Going back another decade, we see a similar situation from 2000 to 2009, this time only taking gains above 5.0% on a single day to exclude the very large amount of large swing days that took place in the 2008-2009 market crash. All of the big single-day gains occurred either in the bear market from 2000 to 2002 or the crash of 2008- 2009, and absolutely none during the bull run from 2003 to 2007. All this data suggests that overall, the over 5.0% single day gain in the S&P 500 last week should be more of a cause for concern than for celebration, with Mr. Market just as likely to follow up this manic phase with some more depression.
For the gold price, the easing inflation could provide some relief, as it could reverse
recently less negative real US bond yields, which had been making bonds relatively
attractive versus bonds. However, the rip in gold this week has only just returned it
to its average of US$1,766/oz since 2020, and it is still considerably below its
US$1,804/oz average for 2022 (Figure 8). While with a continued slide in inflation gold
might actually see more of a respite that we were expecting for the rest of 2022, for
gold stocks we expect the pressure to continue, with the current interest rates already
high enough to perpetuate a bear market, and soon to get higher.
In contrast to gold, both the GDX and GDXJ ETFs, proxies for the producing and junior mining sectors, respectively, are still well below their averages since 2020, as the broader pressure on markets is hitting most stocks hard. While this has seen the valuations of gold stocks certainly get much less expensive this year, we still expect that we are more towards the middle of the bear market than the bottom. Therefore more downside for gold stocks seems possible as the recent manic phase could fade. We expect that strong bargains in the sector are more likely to be arising into 2023 than for the remainder of 2022.
The producing gold miners all surged on the gold and market rip (Figure 10). The Q3/22 results season wrapped up with SSR Mining, Lundin Gold, Centerra Gold and Iamgold all reporting. The biggest news in the sector for the week was Yamana's announcement that the plan for its acquisition by Gold Fields would be cancelled, and that instead it would instead be acquired by both Pan American Silver and Agnico Eagle. Under the new acquisition plan Agnico Eagle would purchase Yamana's Canadian assets, giving it total control of the Canadian Malartic, which it had previously jointly owned with Yamana (Figure 12).
The larger cap TSXV gold stocks were mostly up on the surge in the gold price and stocks. For the Canadian juniors operating mainly domestically, Tudor reported that it had completed its sale of the Crown Property to Goldstorm, Probe Metals released drill results from the Monique deposit at Val-d'Or East and Goliath reported drill results from the Surebet zone of Golddigger (Figure 13). For the Canadian juniors operating mainly internationally, Reunion Gold reported drill results from the Oko West Blocks One and Four, Robex Resources completed its acquisition of Sycamore, which holds the Kiniero project, and Lion One reported drill results from the 500 Zone of the Tuvatu project (Figure 14).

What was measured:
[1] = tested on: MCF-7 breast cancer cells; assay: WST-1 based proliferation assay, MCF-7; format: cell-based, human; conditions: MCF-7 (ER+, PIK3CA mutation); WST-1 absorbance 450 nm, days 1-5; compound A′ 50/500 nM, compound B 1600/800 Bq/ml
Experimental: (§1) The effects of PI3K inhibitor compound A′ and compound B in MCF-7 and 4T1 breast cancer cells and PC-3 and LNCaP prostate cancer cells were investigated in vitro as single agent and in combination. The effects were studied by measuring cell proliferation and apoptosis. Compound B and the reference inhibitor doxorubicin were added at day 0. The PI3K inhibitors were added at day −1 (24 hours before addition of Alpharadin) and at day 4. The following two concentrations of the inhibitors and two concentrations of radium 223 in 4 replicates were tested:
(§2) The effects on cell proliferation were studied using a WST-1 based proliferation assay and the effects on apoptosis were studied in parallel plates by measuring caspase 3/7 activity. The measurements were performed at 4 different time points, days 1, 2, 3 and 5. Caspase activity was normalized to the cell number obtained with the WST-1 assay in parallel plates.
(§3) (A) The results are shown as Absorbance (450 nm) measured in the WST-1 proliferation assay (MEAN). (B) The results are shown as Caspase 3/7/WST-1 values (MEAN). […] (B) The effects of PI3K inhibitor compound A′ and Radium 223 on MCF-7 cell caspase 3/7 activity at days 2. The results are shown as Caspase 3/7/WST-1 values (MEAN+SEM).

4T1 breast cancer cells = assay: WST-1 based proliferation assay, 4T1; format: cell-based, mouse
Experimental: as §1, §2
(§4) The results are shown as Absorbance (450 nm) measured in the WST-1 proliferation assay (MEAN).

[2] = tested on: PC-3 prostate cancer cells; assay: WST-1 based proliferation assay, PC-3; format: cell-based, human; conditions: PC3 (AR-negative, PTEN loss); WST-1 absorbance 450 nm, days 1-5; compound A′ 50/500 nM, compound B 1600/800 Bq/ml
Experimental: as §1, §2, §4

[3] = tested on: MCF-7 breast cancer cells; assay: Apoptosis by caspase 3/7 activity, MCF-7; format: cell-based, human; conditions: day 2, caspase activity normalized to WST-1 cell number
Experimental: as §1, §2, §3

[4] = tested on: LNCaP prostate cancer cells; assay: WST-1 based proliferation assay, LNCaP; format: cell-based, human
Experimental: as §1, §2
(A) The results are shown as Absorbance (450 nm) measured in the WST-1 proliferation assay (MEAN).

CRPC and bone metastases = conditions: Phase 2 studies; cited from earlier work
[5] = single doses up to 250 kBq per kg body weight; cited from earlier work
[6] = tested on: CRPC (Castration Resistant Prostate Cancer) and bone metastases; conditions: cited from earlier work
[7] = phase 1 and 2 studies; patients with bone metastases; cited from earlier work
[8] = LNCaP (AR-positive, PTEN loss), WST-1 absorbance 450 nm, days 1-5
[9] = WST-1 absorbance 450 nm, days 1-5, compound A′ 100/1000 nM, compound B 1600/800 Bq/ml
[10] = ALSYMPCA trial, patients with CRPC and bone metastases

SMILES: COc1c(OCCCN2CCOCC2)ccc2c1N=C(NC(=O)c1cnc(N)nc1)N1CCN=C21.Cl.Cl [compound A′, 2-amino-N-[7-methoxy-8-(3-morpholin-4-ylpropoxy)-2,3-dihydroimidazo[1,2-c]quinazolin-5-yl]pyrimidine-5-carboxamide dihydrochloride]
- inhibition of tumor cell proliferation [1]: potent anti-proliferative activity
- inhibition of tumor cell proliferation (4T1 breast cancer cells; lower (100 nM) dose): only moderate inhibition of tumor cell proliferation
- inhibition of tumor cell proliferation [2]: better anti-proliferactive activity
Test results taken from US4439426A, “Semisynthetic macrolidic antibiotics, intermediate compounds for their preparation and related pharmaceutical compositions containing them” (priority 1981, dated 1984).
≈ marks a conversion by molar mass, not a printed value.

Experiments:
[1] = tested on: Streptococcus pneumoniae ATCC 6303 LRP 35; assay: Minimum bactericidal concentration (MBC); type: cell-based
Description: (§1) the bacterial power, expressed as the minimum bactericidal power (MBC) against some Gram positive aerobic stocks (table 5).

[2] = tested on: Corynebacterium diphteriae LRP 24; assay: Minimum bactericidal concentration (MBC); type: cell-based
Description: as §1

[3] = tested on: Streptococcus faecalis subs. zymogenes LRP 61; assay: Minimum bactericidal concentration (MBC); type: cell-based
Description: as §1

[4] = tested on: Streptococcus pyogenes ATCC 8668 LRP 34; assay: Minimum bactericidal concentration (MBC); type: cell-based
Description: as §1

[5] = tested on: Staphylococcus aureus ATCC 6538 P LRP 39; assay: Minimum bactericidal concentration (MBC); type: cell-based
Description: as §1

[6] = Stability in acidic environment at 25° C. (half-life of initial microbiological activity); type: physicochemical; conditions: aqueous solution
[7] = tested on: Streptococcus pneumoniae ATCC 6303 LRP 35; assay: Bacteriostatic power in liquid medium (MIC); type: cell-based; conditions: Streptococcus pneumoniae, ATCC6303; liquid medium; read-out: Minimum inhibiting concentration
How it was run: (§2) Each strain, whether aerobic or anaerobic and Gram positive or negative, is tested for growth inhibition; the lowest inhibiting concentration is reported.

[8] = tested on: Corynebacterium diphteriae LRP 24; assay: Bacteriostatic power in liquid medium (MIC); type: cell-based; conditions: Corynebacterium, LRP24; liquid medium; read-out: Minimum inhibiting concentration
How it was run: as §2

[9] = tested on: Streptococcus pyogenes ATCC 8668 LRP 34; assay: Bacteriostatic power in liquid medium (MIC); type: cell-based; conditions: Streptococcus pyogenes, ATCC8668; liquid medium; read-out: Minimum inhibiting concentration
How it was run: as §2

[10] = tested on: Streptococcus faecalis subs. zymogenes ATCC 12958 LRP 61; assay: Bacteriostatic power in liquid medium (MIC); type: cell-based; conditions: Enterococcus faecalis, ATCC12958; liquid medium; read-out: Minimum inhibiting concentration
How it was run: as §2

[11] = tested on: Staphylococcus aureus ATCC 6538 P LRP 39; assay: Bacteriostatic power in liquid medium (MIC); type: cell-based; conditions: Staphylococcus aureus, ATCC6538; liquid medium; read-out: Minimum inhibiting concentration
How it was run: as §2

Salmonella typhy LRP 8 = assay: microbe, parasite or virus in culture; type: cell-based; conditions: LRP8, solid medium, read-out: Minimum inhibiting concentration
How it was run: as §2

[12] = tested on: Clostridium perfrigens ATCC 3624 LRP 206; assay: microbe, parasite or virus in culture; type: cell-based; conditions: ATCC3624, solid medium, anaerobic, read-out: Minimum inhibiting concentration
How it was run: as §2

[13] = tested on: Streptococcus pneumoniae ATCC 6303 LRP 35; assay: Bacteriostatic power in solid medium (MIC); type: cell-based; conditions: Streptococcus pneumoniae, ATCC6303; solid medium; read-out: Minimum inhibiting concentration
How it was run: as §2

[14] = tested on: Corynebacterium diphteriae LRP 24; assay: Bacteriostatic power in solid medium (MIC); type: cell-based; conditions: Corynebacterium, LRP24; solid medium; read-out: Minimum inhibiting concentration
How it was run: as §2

Patriot Battery Metals is exploring the Corvette project in Quebec, proximate to several lithium projects all with substantial reserves, including James Bay, Rose, Whabouchi and Mobium (Figure 16). The company has been driven by strong drilling results over most of 2022, with highlights including 1.22% Li2O over 153 m, for a Li20 x metres of 186 on June 23, 2022 and 1.65% Li20 over 160 m for a Li20 x metres of 264 on August 31, 2022 (Figure 17). The results have sent the company's share price soaring 1647% this year, far above the gains of the rest of the large cap TSXV lithium stocks (Figure 18), and seen its market cap rise over tenfold to CAD$447mn from CAD$41mn at the start of this year, becoming the fourth largest TSXV lithium stock by market cap (Figure 19).
While it might be expected that the surging lithium price over the past year would have been a considerable driver for the stock, this rise seems to be more weighted towards the strong drill results (Figure 20). This is because several major TSXV lithium stocks including Rock Tech Lithium, American Lithium and Standard Lithium have all actually seen substantial declines over the past twelve months, even with the surge in the lithium price, showing that gains in the underlying metal have not been enough to drive up all of the larger cap TSXV lithium stocks this year.
Disclaimer: This report is for informational use only and should not be used an alternative to the financial and legal advice of a qualified professional in business planning and investment. We do not represent that forecasts in this report will lead to a specific outcome or result, and are not liable in the event of any business action taken in whole or in part as a result of the contents of this report.